Then he learned of Jefferson’s enlistment of one of the 18th century’s most prestigious wine personalities, Philip Mazzei, an Italian, to manage his experimental vineyard. He also learned of Jefferson’s assertions that the venture would have succeeded if Mazzei’s vines had not been trampled by horses during the American Revolution. Says Zonin, “I began to think, ‘Maybe they chose this place for a reason.’”
Zonin returned to Italy, but Charlottesville stayed on his mind. In his spare time, he studied the region’s microclimate and traced the city’s latitude across the globe, comparing the data to that of sister regions in Italy.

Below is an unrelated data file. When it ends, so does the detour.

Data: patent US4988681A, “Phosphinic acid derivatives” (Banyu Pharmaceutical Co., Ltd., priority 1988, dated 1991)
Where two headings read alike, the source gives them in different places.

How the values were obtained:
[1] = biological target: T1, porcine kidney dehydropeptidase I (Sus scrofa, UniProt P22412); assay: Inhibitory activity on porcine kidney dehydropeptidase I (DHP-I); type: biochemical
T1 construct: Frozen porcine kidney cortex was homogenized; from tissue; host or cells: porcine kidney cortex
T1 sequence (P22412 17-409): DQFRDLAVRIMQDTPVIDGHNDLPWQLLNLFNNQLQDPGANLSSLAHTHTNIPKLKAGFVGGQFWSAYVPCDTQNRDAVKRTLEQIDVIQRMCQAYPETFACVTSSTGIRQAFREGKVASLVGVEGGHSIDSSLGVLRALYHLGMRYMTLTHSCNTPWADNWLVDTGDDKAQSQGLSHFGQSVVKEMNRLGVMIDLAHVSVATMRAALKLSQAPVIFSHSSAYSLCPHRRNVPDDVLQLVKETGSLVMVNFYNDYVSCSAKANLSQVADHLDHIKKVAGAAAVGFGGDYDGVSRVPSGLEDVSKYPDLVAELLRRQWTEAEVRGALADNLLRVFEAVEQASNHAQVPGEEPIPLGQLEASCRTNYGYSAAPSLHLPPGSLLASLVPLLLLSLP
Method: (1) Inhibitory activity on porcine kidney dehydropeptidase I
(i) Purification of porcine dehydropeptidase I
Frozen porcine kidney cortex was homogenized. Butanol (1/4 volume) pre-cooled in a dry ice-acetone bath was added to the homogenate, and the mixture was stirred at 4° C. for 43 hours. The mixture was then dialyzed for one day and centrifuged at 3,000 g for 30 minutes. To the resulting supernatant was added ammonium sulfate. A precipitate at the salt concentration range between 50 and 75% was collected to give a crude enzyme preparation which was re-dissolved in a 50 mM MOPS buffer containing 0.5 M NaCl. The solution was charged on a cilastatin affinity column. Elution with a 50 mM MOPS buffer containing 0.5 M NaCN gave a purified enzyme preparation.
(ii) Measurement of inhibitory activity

“I noticed the average rainfall and temperature were nearly identical to areas in central Italy,” says Zonin. Virginia had long summers and mild, extended falls that often featured low rainfalls—ideal conditions for growing grapes. “That’s when I knew I wasn’t going to establish just another California vineyard. I was going to do this in Virginia.”
Rausse’s plane touched down in Charlottesville in early 1976. To his chagrin, he discovered Zonin had yet to buy a property. Over the next few weeks, they toured some 25 estates.
“They all looked very good. But Gianni kept saying: ‘No, this is not right,’” explains Rausse.
Then came Barboursville. The hilly, 900-acre estate dated to the 18th century and featured the ruins of an 1814 manor designed by Jefferson for his friend and political ally, James Barbour. Zonin took this history as a sign. Or, as Rausse puts it, “like we were being smiled upon by Mr. Jefferson.”